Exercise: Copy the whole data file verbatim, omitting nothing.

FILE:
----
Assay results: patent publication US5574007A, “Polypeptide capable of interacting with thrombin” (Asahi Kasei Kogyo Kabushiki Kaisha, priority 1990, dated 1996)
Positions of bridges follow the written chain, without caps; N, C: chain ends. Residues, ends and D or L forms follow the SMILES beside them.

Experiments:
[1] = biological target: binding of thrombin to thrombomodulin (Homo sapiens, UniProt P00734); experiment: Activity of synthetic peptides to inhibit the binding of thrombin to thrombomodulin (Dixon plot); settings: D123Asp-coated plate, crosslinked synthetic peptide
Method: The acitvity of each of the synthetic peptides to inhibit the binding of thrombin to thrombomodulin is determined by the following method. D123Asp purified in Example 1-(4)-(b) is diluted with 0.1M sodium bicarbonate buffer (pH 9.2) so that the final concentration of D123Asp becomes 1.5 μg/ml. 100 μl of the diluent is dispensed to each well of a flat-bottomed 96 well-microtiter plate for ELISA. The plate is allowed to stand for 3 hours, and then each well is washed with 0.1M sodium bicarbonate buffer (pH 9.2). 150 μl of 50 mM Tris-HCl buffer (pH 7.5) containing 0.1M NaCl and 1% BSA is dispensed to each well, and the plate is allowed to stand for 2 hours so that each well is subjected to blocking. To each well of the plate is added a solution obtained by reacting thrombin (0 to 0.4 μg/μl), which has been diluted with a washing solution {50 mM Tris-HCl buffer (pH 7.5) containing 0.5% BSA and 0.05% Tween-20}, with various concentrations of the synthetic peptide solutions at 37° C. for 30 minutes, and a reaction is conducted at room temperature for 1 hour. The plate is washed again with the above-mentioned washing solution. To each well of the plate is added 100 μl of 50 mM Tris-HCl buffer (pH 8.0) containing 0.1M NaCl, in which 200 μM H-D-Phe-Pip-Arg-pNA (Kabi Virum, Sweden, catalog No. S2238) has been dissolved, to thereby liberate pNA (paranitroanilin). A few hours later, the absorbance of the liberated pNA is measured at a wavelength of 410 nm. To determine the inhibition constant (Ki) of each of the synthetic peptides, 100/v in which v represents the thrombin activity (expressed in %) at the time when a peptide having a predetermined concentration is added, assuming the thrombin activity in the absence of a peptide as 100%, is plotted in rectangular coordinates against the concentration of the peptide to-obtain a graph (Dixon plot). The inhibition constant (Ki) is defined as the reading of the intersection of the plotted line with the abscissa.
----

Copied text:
Assay results: patent publication US5574007A, “Polypeptide capable of interacting with thrombin” (Asahi Kasei Kogyo Kabushiki Kaisha, priority 1990, dated 1996)
Positions of bridges follow the written chain, without caps; N, C: chain ends. Residues, ends and D or L forms follow the SMILES beside them.

Experiments:
[1] = biological target: binding of thrombin to thrombomodulin (Homo sapiens, UniProt P00734); experiment: Activity of synthetic peptides to inhibit the binding of thrombin to thrombomodulin (Dixon plot); settings: D123Asp-coated plate, crosslinked synthetic peptide
Method: The acitvity of each of the synthetic peptides to inhibit the binding of thrombin to thrombomodulin is determined by the following method. D123Asp purified in Example 1-(4)-(b) is diluted with 0.1M sodium bicarbonate buffer (pH 9.2) so that the final concentration of D123Asp becomes 1.5 μg/ml. 100 μl of the diluent is dispensed to each well of a flat-bottomed 96 well-microtiter plate for ELISA. The plate is allowed to stand for 3 hours, and then each well is washed with 0.1M sodium bicarbonate buffer (pH 9.2). 150 μl of 50 mM Tris-HCl buffer (pH 7.5) containing 0.1M NaCl and 1% BSA is dispensed to each well, and the plate is allowed to stand for 2 hours so that each well is subjected to blocking. To each well of the plate is added a solution obtained by reacting thrombin (0 to 0.4 μg/μl), which has been diluted with a washing solution {50 mM Tris-HCl buffer (pH 7.5) containing 0.5% BSA and 0.05% Tween-20}, with various concentrations of the synthetic peptide solutions at 37° C. for 30 minutes, and a reaction is conducted at room temperature for 1 hour. The plate is washed again with the above-mentioned washing solution. To each well of the plate is added 100 μl of 50 mM Tris-HCl buffer (pH 8.0) containing 0.1M NaCl, in which 200 μM H-D-Phe-Pip-Arg-pNA (Kabi Virum, Sweden, catalog No. S2238) has been dissolved, to thereby liberate pNA (paranitroanilin). A few hours later, the absorbance of the liberated pNA is measured at a wavelength of 410 nm. To determine the inhibition constant (Ki) of each of the synthetic peptides, 100/v in which v represents the thrombin activity (expressed in %) at the time when a peptide having a predetermined concentration is added, assuming the thrombin activity in the absence of a peptide as 100%, is plotted in rectangular coordinates against the concentration of the peptide to-obtain a graph (Dixon plot). The inhibition constant (Ki) is defined as the reading of the intersection of the plotted line with the abscissa.